Top Speed 2019 KTM Streetbike Buying Guide
The KTM-AG falls under the ownership of the CROSS KraftFahrZeug Holding GmbH and the Bajaj Auto Limited International Holdings B.V. at a rate of 51.28-percent and 47.99-percent, respectively. Based in Mattighofen, Austria, KTM builds streetbikes, racebikes, dirtbikes/enduros and sports cars, but for the purposes of this guide we will stick to the street-friendly, two-wheeled models. Famous for their single-cylinder, thumper-style engines and high performance machines with distinctive orange/white/black livery, KTM has established itself as a marque that doesn’t necessary hold to convention and has a tendency to do things their own way; much to the delight of its fans.
2017 - 2020 KTM 125 Duke
The battle of the flyweights rages on as KTM stays in the fray with its race-tastic 125 Duke. KTM takes much the same tack as the competition and builds its entry-level ride to resemble the machines it has to offer further up the licensing chain. The angular Duke bodywork and exposed Trellis frame set the stage for the key player, the 11 kW powerplant that keeps the 125 Duke within the A1 performance envelope and turns it into a weapon in the fight for the zenith of the nadir, ie, the entry-level masses yearning to breathe free. KTM has established quite a name for itself as the King of Thumpers with a proven off-road record, but today I’m going to take a look and see how the littlest Duke stacks up against the rest of the 125 cc streetbike field.
Which motorcycles on sale today give the best mpg?
The beginning of this century saw the world views changing gradually towards climate change and the need to preserve the environment. This, along with stringent policies, has forced the manufacturers to develop motorcycles that can run cleaner fuel and extract the maximum economy from it, sometimes even at the cost of performance.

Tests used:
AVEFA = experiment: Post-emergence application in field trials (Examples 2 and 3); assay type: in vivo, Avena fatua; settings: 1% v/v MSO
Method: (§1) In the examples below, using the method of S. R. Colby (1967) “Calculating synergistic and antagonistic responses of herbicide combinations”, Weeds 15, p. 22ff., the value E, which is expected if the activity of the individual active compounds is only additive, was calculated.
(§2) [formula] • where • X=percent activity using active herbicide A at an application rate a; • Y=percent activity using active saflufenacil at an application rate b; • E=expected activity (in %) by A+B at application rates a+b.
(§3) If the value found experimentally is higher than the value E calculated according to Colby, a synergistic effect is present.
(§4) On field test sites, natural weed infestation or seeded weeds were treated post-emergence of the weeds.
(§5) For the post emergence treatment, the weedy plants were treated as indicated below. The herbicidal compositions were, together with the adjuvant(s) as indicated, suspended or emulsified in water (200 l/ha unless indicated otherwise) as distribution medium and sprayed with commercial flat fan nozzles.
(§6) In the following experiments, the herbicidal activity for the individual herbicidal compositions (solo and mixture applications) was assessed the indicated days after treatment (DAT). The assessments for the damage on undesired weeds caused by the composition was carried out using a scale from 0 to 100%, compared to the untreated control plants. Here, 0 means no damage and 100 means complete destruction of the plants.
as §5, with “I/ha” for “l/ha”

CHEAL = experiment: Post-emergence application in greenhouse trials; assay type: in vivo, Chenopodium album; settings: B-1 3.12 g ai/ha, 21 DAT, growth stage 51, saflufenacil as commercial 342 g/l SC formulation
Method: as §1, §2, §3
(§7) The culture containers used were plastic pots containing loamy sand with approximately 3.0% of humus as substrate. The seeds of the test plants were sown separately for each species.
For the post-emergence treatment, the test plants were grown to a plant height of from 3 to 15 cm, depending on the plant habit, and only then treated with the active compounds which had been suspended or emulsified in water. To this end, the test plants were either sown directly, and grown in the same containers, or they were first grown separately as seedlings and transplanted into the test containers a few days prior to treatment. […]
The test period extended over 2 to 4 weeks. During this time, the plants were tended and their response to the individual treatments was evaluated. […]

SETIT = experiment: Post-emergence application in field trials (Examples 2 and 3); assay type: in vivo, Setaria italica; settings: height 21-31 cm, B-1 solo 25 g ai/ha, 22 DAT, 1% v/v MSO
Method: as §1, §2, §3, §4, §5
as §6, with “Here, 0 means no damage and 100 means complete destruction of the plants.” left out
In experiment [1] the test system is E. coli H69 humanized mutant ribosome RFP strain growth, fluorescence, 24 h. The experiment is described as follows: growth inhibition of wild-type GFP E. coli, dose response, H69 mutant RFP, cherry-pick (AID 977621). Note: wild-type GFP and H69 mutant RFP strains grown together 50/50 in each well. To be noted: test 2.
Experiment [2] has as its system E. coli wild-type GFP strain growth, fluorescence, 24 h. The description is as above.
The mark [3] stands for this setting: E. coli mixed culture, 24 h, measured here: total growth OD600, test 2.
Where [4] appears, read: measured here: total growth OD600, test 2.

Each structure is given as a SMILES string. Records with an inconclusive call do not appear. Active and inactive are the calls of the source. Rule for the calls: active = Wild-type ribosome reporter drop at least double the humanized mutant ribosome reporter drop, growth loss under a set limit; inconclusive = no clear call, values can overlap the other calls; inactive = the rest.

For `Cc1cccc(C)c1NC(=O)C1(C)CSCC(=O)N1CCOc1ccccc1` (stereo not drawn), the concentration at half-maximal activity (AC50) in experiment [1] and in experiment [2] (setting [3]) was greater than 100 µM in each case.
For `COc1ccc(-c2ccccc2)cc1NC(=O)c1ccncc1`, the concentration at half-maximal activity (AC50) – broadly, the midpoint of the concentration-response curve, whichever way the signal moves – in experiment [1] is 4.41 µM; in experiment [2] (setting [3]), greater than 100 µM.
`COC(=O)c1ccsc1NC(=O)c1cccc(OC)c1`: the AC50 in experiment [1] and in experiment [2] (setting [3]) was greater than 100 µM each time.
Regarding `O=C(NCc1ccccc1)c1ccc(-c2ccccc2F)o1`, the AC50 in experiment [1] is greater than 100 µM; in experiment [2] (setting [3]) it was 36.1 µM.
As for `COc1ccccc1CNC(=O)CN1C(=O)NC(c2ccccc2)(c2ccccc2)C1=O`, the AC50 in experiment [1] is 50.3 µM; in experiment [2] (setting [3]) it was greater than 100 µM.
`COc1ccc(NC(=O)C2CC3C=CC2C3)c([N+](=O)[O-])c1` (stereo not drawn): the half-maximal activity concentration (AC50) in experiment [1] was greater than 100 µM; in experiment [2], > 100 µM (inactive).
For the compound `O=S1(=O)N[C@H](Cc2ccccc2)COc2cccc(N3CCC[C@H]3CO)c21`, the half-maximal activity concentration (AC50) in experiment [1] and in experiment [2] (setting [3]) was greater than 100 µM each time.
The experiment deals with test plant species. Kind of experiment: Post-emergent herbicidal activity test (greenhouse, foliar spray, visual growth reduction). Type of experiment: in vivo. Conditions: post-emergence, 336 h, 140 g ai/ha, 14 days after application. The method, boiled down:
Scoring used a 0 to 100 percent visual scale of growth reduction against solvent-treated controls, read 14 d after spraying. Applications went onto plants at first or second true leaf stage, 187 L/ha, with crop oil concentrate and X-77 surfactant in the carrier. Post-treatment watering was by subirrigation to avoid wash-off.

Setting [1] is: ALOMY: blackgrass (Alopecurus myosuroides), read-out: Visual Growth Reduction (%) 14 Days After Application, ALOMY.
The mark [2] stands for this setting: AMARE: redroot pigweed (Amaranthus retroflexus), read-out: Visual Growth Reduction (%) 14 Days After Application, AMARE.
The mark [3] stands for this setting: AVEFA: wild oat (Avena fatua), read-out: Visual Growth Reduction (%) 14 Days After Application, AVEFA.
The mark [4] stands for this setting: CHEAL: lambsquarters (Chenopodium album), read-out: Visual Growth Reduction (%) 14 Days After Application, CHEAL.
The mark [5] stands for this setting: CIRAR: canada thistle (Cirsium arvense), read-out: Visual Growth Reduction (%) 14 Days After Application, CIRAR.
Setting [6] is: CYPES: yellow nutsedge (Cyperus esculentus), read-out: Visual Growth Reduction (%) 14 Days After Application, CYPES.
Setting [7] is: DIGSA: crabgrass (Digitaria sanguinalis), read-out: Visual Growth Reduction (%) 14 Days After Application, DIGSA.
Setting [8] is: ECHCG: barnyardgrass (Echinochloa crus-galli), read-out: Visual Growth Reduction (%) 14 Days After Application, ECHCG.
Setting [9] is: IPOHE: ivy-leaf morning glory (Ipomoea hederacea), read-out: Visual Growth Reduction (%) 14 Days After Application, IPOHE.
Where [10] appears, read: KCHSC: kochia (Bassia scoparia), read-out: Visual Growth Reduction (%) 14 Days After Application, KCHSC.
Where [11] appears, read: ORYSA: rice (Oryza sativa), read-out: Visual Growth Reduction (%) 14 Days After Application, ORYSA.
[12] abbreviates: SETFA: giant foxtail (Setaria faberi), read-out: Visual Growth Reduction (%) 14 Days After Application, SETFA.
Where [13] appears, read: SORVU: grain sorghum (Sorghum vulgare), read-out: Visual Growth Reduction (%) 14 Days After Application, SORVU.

Bad news for people who seek the element of thrill, but a pretty good one for someone living in urban jungles where folks prefer commuting on a motorcycle rather thank a car for its practicality and frugal fuel-efficiency. Then there are us few who love the idea of putting serious miles on two-wheels and living the adventure.
We here have compiled a list to give you the best available tools for such situations and save some money on gas while at it.
When talking about KTM’s 390 Duke — the smallest Duke available in the U.S. market — everyone within my earshot who has ridden it says the same thing, that’s it is fun to ride. That’s no less applicable in 2017 as it was in previous MYs.
Looking at it spec-wise, it looks like a good entry-level bike and a sporty around-town bike — which it is — but it is also a very freeway-capable bike making it a choice for commuting and just plain having fun. Experienced riders like it because it is lightweight and easy to throw around, it has awesome power and torque for a single-cylinder engine and it is surprisingly smooth at highway speeds.
Made by Bajaj, a manufacturer in India, and rebranded by KTM, I wasn’t expecting much from the 390 Duke. Boy, was I surprised.
Continue reading for my review of the KTM 390 Duke.
The KTM 690 Duke R cultivates the sporty genes of the 690 Duke: a formidable hot rod for enthusiasts and experts alike, light as a feather, lightning quick, amazingly suitable for everyday use, but with everything that makes a 690 Duke even sportier.
For 2015 690 Duke R is coming with bright orange rims, underlining the sporty and uncompromised DNA of any KTM model deserving the R in its name.
Continue reading for more information on the KTM 690 Duke R.